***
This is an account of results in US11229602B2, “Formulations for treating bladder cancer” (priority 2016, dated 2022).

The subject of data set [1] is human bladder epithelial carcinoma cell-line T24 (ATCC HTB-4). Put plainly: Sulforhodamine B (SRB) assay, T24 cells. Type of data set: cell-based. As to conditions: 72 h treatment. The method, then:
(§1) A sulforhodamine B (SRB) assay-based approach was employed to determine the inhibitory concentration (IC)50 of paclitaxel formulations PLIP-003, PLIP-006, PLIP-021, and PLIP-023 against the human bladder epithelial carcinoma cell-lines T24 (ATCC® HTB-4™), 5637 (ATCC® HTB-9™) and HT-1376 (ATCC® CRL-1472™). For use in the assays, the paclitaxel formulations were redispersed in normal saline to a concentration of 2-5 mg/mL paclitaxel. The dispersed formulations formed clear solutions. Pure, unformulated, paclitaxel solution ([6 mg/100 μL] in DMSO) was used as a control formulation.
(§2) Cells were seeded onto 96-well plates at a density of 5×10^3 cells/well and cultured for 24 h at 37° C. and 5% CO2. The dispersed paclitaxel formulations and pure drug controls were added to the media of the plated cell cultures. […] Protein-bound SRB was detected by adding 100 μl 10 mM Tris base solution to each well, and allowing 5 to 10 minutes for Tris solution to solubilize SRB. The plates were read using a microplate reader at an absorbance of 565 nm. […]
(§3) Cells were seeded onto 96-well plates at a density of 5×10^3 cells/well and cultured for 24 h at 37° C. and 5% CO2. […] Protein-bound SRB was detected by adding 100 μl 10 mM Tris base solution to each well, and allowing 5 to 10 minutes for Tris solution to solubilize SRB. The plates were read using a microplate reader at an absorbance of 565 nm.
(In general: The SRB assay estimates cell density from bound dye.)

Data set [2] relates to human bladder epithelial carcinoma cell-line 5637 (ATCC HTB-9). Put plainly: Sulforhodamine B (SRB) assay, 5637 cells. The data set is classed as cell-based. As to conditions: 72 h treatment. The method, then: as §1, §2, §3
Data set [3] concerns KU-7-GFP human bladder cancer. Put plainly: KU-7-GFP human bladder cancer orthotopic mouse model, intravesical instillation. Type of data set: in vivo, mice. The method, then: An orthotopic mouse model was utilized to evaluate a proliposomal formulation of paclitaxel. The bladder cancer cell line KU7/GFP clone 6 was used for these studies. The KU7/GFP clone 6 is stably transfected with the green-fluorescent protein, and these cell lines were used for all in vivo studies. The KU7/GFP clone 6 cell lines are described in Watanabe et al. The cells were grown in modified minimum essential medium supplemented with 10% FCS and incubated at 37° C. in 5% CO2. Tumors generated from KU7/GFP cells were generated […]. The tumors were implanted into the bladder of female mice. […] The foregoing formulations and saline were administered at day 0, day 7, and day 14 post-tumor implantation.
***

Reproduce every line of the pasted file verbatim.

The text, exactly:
This is an account of results in US11229602B2, “Formulations for treating bladder cancer” (priority 2016, dated 2022).

The subject of data set [1] is human bladder epithelial carcinoma cell-line T24 (ATCC HTB-4). Put plainly: Sulforhodamine B (SRB) assay, T24 cells. Type of data set: cell-based. As to conditions: 72 h treatment. The method, then:
(§1) A sulforhodamine B (SRB) assay-based approach was employed to determine the inhibitory concentration (IC)50 of paclitaxel formulations PLIP-003, PLIP-006, PLIP-021, and PLIP-023 against the human bladder epithelial carcinoma cell-lines T24 (ATCC® HTB-4™), 5637 (ATCC® HTB-9™) and HT-1376 (ATCC® CRL-1472™). For use in the assays, the paclitaxel formulations were redispersed in normal saline to a concentration of 2-5 mg/mL paclitaxel. The dispersed formulations formed clear solutions. Pure, unformulated, paclitaxel solution ([6 mg/100 μL] in DMSO) was used as a control formulation.
(§2) Cells were seeded onto 96-well plates at a density of 5×10^3 cells/well and cultured for 24 h at 37° C. and 5% CO2. The dispersed paclitaxel formulations and pure drug controls were added to the media of the plated cell cultures. […] Protein-bound SRB was detected by adding 100 μl 10 mM Tris base solution to each well, and allowing 5 to 10 minutes for Tris solution to solubilize SRB. The plates were read using a microplate reader at an absorbance of 565 nm. […]
(§3) Cells were seeded onto 96-well plates at a density of 5×10^3 cells/well and cultured for 24 h at 37° C. and 5% CO2. […] Protein-bound SRB was detected by adding 100 μl 10 mM Tris base solution to each well, and allowing 5 to 10 minutes for Tris solution to solubilize SRB. The plates were read using a microplate reader at an absorbance of 565 nm.
(In general: The SRB assay estimates cell density from bound dye.)

Data set [2] relates to human bladder epithelial carcinoma cell-line 5637 (ATCC HTB-9). Put plainly: Sulforhodamine B (SRB) assay, 5637 cells. The data set is classed as cell-based. As to conditions: 72 h treatment. The method, then: as §1, §2, §3
Data set [3] concerns KU-7-GFP human bladder cancer. Put plainly: KU-7-GFP human bladder cancer orthotopic mouse model, intravesical instillation. Type of data set: in vivo, mice. The method, then: An orthotopic mouse model was utilized to evaluate a proliposomal formulation of paclitaxel. The bladder cancer cell line KU7/GFP clone 6 was used for these studies. The KU7/GFP clone 6 is stably transfected with the green-fluorescent protein, and these cell lines were used for all in vivo studies. The KU7/GFP clone 6 cell lines are described in Watanabe et al. The cells were grown in modified minimum essential medium supplemented with 10% FCS and incubated at 37° C. in 5% CO2. Tumors generated from KU7/GFP cells were generated […]. The tumors were implanted into the bladder of female mice. […] The foregoing formulations and saline were administered at day 0, day 7, and day 14 post-tumor implantation.